Understanding the Complexities of Working Remotely Abroad

Work-from-home arrangements in response to the COVID-19 pandemic has triggered a shift to an even more flexible arrangement as being a potentially viable alternative: remote work from other provinces or even abroad. As life slowly transition back to "normal", many employers and employees alike are exploring this as a potentially permanent arrangement.

Certainly, remote work arrangements have appeal. There are nonetheless critical legal issues to keep top of mind of when the workplace is in an entirely different jurisdiction from where the employer is based. No longer will issues be limited to mere lockdown imposed work-from-home considerations. Now, employers and employees will need be mindful of the application of local employment standards legislation and occupational health and safety laws, workplace safety and insurance coverage, taxation, the employee's immigration status, just to name a few. This blog article covers just some of these considerations as a starting point.

Employment Standards Legislation:

As discussed in Remote Work in Canada - Employment Law Implications, each province and territory in Canada has its own employment standards legislation. However, employment standards legislation alone does not provide a clear-cut answer to whether an employee must be physically present in the province in which the employer is based out of for the applicable legislation to apply. Where an employee leaves the employer's "home province" and works out of a different Canadian province, a case-by-case assessment is necessary to determine which employment standards legislation will govern the employee's employment. This can make it difficult for employers and employees alike to know their rights and entitlements with respect to the employment relationship.

Once an employee leaves Canada entirely to "work from home", a whole host of new employment considerations will come into play. Canadian laws may cease to apply, or it may become a contested issue as to which laws would apply in governing that continuing employment relationship.

Occupational Health and Safety Considerations:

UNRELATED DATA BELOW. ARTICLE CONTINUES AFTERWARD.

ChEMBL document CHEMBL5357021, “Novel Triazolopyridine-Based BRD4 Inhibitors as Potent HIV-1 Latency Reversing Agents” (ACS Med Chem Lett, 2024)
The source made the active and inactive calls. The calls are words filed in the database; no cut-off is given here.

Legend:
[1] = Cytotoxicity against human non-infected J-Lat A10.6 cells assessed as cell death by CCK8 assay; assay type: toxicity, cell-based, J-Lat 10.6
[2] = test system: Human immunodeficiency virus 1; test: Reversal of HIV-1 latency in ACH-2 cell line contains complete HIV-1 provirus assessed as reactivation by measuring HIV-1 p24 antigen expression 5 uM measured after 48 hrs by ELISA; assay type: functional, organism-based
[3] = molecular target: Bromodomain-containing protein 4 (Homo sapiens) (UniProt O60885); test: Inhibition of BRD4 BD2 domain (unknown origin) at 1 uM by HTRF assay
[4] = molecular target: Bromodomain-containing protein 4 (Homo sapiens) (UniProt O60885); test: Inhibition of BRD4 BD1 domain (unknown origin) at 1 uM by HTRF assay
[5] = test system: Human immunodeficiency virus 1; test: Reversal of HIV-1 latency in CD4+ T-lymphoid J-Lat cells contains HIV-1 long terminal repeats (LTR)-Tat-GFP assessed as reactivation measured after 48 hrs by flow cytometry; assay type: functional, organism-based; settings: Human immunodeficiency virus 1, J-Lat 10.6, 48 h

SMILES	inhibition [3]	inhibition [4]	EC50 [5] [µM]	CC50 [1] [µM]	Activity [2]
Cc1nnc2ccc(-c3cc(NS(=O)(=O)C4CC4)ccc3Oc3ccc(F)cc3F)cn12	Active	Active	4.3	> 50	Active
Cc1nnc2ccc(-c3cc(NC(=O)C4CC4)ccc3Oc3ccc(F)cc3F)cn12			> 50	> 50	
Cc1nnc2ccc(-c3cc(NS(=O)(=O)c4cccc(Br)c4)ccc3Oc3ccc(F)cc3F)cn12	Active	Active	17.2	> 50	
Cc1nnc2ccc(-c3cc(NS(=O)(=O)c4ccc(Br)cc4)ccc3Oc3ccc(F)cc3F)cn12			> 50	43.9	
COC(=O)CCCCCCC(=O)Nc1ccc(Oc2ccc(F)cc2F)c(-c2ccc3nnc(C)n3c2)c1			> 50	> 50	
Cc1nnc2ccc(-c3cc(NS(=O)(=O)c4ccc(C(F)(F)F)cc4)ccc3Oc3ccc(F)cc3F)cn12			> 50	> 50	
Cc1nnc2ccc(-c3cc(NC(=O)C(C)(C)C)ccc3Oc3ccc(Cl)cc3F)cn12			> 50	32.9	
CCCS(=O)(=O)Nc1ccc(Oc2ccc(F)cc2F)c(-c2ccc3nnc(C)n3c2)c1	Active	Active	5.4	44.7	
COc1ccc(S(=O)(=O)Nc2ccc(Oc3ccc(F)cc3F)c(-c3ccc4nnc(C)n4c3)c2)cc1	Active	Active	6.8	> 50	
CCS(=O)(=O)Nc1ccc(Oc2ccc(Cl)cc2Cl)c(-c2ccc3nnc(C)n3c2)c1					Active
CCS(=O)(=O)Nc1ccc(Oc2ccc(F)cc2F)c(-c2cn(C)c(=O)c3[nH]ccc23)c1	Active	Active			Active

In Ontario, the Occupational Health and Safety Act ("OHSA") imposes general obligations on employers to maintain a safe working environment. The OHSA broadly defines the "workplace" as any premise where an employee works in the course of their employment. However, section 3(1) in the OHSA sets out a statutory exemption that states that the OHSA does not apply to work performed in one's private resident. Other Canadian jurisdictions have local occupational health and safety rules that similarly govern.

If an employee leaves Canada to work for a Canadian entity, the employer and employee will need to be mindful of whether and what local occupational health and safety rules apply.

Workplace Safety and Insurance Considerations:

The Workplace Safety and Insurance Board's ("WSIB") primary responsibility is to evaluate work-related injury and illness claims on a case-by-case basis. Some relevant factors include:

  • If the employer is covered by the WSIB; and
  • If the injury or illness is work-related.

The WSIB has reaffirmed that employees and employers have the same rights and responsibilities when working from home or offsite during the COVID-19 period. However, it remains uncertain whether the WSIB will continue to insure employees that work remotely outside of the province after the pandemic.

The WSIB's general policy on working abroad is that any employee who is an Ontario resident, and whose usual place of employment is in Ontario, is automatically covered under the WSIB for up to six months. If an employee works outside the province for over six months, coverage may be extended on application from the employer.